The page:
With eight Tony Awards, including Best Musical, four Drama Desk Awards, including Outstanding Musical, a Grammy Award for Best Musical Theatre Album and an Academy Award for Best Original Song, Once has impressive credentials. 

As I entered the Princess Theatre on opening night, I was greeted with a pint of Guinness and a cast that were already in full swing on stage, jamming around a working bar – a bar that was made available to the audience for a pre-show refreshment.  Nice touch.  With walls broken down early, it was easy to warm to this ensemble. 

The show began somewhat unexpectedly.  The absence of an overture or dimming of house lights made for an unconventional start. Though theatre patrons had filed off the stage with their beers in hand, the house continued to chatter until eventually the realisation that the show had “officially” begun swept through the auditorium.

Judging by the unusually loud wave of raucous, pub-like applause after the first couple of numbers, which weren’t exactly show-stoppers, I got the impression that Once was a show that many audience members had already experienced elsewhere.  People were jumping out of their skin early, I assumed for a good reason, and I was desperate to find out why.  I felt like I was looking at one of those seeing-eye pictures and everyone else could see the elephant, but me.

The story follows the struggle of Guy, played by the very talented Tom Parsons, as he battles through a fairly humdrum life living with his father and fixing vacuum cleaners, all the while pining for his ex-girlfriend like a melancholic teenager.  To deal with the heartache, he pens a mixed bag of epic Goo Goo Doll-esque break up songs that, while all appealing in their own way, are limited in range.  Though they’re performed with unwavering sincerity and commitment (in fact, the way in which Guy belts his acoustic guitar within an inch of its life made me wonder if he was going to reach for a razor blade), his numbers soon became a little same/same.   This is not the fault of Parsons’ interpretation by any means, but rather his one-dimensional songs. Parsons’ voice is very impressive – most notably his top range, and he works hard to achieve light and shade throughout.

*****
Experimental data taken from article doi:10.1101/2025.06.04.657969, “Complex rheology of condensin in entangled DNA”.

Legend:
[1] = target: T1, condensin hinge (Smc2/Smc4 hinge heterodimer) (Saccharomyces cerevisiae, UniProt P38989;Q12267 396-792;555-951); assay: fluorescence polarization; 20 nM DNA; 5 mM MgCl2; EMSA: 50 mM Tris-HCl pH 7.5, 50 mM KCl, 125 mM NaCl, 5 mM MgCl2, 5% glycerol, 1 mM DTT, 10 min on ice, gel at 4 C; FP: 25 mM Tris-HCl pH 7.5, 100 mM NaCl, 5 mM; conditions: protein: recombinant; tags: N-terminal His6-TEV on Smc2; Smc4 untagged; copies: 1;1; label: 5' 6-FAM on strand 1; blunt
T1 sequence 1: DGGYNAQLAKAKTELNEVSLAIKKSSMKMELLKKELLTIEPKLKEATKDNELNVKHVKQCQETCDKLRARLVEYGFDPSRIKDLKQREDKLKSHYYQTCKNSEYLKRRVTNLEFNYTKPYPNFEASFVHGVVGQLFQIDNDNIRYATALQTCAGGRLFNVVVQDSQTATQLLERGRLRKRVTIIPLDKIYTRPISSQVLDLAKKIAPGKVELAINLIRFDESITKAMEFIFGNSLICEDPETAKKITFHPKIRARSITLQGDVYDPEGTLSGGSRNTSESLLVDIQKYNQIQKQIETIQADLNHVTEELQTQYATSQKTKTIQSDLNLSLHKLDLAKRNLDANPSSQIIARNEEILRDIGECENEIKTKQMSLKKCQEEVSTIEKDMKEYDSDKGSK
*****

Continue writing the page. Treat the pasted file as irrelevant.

While the show is interspersed with occasional, yet very welcome, comic musical interludes from the talented ensemble, the bulk of the score is dedicated to the lament of Guy.  This continues as he meets Girl, played by Madeline Jones, and she joins the chorus of melancholy as his muse.  The pair then embark on an unconventional love story, which smacks of reality and originality. 

The chemistry between Guy and Girl is essential to the drama and Parsons and Jones achieve this connection without question.  Their voices blend beautifully and both, Jones in particular, demonstrate an impressive command of both comic and dramatic stagecraft.

Guy and Girl’s relationship develops through music, however doesn’t advance any further than a few stolen glances.  Lamentation continues on both sides over love lost (again).  If the story seems a little repetitive (boy loses girl, boy finds new love is right under his nose, boy loses girl etc), it is.  It’s this refreshingly new take on the typical happy ending that is perhaps the show’s greatest strength and it’s Achilles heel at the same time.  

The cast are a multi-talented bunch of Irish folk who skillfully balance acting, dancing and singing whilst playing a plethora of instruments – from cello to melodica and everything in between.  While some of the characters may come off as a little cliché – there’s the dorky banker, the quirky fat guy, the eccentric mother, the script, which is consistently hilarious throughout, carries this piece, providing much needed light-hearted moments at just the right times.  

The entire ensemble is pleasure to watch. There are no big names here to overshadow the action, just pure talent and it’s apparent that they absolutely love being in this production.  The entire cast is on stage for the majority of the show, with their instruments at the ready, awaiting their opportunity to join the chorus.  The cast treat the score with the respect and tenderness it deserves, creating several musical moments that are absolutely astounding.  I would quote those numbers specifically, but alas, the PR company failed to provide me with a programme.

Direction was, for the most part, effective, however some cliché moments were disappointing.  Girl helping Guy to do up his jacket and scooping her head up afterward so that they almost kissed was a little obvious, even from the back row behind a column (thanks again PR company).   Asking Susan-Anne Walker to clamber over four tables in heels for no good reason and the incorporation of contemporary dance was out of place.  That said, these moments were few.  

Once knows exactly what kind of show it is and it never tries to be anything else.  There are no barricades here, no hydraulics, no gorillas, just simple staging for a simple story. It’s reflective and embodies something that no other musical has been able to achieve – a celebration of the beauty within an anti-climatic relationship.  It’s not a perfect show, but it’s the imperfections that make it truly perfect.  I never really understood the Irish until I went to Ireland and you’ll never really understand Once until you experience it for yourself.